Friday, 17th March 2023



Friday, 10th March 2023


Today’s app review looks at an app that is part of the Apple suite. “Clips” is a handy little tool helping you to create short videos.

Take a photo, use one from your files, or record a new video.

Choose from a multitude of filters: e.g. “super 8” for a retro feel or “comic book” to change your video into a cartoon.

Add live titles – these include the option to “speak while recording to add text”. Select one of the labels, such as “update” or “breaking news” to it. And, of course, stickers and emojis.

Save your creation and share it through your usual channels.

Apple suggests the following: “Inspire your students to tell stories with engaging visuals. Students can record Live Titles to caption their videos — even in other languages — and apply stickers, labels, and posters to illustrate science projects and math problems. With the Classroom and Schoolwork apps, teachers can easily assign Clips projects — and students can hand in their video assignments right from Clips.”

Could be used for: creating videos quickly.

What I liked about it: easy to use.

Watch out for: as always, if you take pictures of other people, you need to ask for their permission first.

Available from the App Store – preinstalled on your Apple device.

More information here: and here:


Friday, 24th February 2023

Supernova Social Network

At a time when there is so much negativity and hate being thrown at us when we are online, it is wonderful to see that there are other ways of interacting with each other. Supernova was only launched in December 2021, but has the potential to be that ethical alternative: “We are the first and only social network donating profits from advertising to incredible causes and charities.” You need to be 16 years or older to use this social network.

Download the app and allow/disallow tracking & notifications. You need to log in with your email or Apple, Facebook, or Twitter account.

A quick introduction on how this app works: you need to create a profile and select a cause you care about the most. Through your scrolling, liking and posting you send money to that cause and also to someone else’s chosen charity. Check what they stand for by clicking on the ‘cause’ icon beside the name. For a very special post you can add the ‘supernova’ button, which is worth ten times a regular ♥ symbol. Check back on how much has been raised and where it is going.

The main menu resembles other photo-based applications such as Instagram and should be easy to navigate: you can share, report, block, and see ‘likes’ and ‘supernovas’. You can follow, explore and discover content (broad categories), or individual people. Their interests are listed, e.g. “supports animal welfare”. ‘Update your status’ is where you can publish text, add photos, tag people and include hashtags.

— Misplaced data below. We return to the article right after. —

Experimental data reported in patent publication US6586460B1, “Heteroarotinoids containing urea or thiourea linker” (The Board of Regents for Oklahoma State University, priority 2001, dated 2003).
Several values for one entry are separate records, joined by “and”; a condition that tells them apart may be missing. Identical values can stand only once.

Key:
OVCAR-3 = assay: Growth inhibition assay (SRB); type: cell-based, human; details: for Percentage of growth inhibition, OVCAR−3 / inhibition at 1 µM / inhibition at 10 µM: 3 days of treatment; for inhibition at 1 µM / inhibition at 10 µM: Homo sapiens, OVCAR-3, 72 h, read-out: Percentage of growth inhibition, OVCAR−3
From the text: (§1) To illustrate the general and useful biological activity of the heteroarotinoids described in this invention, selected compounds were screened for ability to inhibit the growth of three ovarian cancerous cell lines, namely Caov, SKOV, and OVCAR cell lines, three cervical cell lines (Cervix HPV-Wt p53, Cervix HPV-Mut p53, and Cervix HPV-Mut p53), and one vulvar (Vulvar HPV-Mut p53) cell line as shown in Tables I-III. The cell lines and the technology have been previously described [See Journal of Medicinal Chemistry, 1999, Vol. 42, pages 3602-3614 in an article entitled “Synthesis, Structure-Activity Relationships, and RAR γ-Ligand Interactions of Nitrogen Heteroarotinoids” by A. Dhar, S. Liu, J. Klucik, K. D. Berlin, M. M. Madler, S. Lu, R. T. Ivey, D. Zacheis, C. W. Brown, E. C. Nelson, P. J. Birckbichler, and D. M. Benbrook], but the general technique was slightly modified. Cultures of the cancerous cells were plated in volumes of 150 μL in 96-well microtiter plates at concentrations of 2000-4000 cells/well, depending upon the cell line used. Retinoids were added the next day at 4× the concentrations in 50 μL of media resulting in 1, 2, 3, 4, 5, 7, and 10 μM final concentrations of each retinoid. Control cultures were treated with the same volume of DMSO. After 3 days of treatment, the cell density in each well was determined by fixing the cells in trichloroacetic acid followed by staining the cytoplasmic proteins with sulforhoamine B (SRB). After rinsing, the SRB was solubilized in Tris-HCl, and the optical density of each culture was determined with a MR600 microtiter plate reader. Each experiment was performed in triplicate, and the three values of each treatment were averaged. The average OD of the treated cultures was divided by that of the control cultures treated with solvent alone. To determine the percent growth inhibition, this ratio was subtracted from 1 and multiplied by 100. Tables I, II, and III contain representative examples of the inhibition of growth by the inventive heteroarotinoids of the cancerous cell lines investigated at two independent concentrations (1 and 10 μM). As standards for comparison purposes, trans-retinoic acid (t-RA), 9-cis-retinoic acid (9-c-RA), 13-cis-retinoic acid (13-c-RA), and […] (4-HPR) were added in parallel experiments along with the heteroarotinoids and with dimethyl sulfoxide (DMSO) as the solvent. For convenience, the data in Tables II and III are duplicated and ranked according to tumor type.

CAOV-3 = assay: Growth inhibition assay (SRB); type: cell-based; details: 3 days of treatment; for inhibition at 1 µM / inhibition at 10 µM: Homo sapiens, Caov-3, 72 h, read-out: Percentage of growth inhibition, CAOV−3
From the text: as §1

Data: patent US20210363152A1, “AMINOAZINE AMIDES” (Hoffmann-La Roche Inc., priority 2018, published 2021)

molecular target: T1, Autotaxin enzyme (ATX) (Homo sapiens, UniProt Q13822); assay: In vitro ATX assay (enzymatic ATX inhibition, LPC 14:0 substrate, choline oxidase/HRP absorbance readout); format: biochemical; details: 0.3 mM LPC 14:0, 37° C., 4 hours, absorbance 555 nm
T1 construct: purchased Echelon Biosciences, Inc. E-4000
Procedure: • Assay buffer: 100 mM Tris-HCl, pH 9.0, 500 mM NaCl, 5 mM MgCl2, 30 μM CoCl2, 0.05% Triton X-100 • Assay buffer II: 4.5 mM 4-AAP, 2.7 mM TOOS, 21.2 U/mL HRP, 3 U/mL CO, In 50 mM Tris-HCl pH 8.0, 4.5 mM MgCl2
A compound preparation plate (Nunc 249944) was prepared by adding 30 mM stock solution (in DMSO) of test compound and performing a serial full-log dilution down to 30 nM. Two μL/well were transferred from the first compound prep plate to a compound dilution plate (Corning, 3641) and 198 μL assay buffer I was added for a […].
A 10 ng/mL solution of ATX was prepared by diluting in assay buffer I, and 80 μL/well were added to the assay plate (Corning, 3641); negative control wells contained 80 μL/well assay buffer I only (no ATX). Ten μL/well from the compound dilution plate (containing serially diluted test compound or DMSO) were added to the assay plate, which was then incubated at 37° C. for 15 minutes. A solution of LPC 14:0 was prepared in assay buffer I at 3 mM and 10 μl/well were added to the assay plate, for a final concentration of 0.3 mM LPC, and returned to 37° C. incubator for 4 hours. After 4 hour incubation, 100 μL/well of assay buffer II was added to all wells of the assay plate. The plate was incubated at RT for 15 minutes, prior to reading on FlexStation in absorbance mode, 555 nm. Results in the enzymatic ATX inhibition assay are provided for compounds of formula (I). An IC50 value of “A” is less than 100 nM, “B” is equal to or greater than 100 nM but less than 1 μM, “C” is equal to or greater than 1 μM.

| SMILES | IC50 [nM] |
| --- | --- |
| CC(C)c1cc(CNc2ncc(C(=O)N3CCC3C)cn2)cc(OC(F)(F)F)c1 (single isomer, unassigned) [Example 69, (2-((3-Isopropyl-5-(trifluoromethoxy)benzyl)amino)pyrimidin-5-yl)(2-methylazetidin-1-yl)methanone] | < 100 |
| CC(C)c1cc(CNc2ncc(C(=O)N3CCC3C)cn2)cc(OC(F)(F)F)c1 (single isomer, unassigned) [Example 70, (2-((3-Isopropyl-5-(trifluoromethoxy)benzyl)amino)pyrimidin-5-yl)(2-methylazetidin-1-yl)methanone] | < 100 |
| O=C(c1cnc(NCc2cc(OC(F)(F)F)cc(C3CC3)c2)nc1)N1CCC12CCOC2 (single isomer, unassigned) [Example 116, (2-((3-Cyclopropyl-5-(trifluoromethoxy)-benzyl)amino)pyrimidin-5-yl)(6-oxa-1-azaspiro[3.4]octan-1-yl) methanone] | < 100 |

The ‘globe’ icon at the bottom of the screen shows the current action fund (monies charities have received) and the impact it made to their work.

You can also join groups – e.g. one dedicated to squirrels.

The screen is small on an iPad. It was clearly designed with a smartphone in mind.

Could be used for: introducing learners to alternative social media platforms.

What I liked about it: a social media platform dedicated to positive change – what’s not to like?

Watch out for: no information available on how these charities were chosen.

Available from the App Store and on Google Play.

More information here:


Friday, 17th February 2023

Happy mid-term break!


Friday, 10th February 2023

  ZEDGE wallpapers

This is a smart app for downloadable wallpaper, ringtones, live wallpaper, and other features to customise a tablet or smartphone.

Simply download and open, then accept terms of service and allow/disallow tracking.

The main menu offers several options of free wallpapers and free ringtones. Simply browse or search for an image you like. These were created by artists.

Download a wallpaper to your device. Then go to ‘settings’ and select your new background.

Or create your own – ‘pAInt’ allows you to do just that. Simply type in a word or a phase, pick a style or follow the suggestions given by the app and add a ‘cool trick’ effect. Styles range from digital art to oil paintings to photos to pop art.

Help is available in the app’s ‘settings’ section. More options can be accessed in the paid version.

Could be used for: students who have a creative streak who want to personalise their device.

What I liked about it: easy to use – great result with a few clicks.

Watch out for: you need to give the app access to your photo library to save wallpapers.

Available from the App Store and on Google Play. The Android version also offers personalised ringtones.

More information here:



Friday, 3rd February 2023

EdX – online courses

More than 160 universities are members of EdX where they share thousands of their online MOOC courses (hundreds of topics) up to Doctoral degree level. Plenty of those are free if you don’t want a certificate in the end.

Download and open. Search for a topic you are interested in or browse the extensive catalogue. Free “audit track” courses give you access to the videos, readings, discussion forum, and ungraded practice assessments.

Each course page has a short description of content, the duration, time commitment needed, the learning outcomes and information about the instructors (who are based at those universities). You need to register with for a new account or else use your Google, Facebook, Microsoft, or Apple credentials.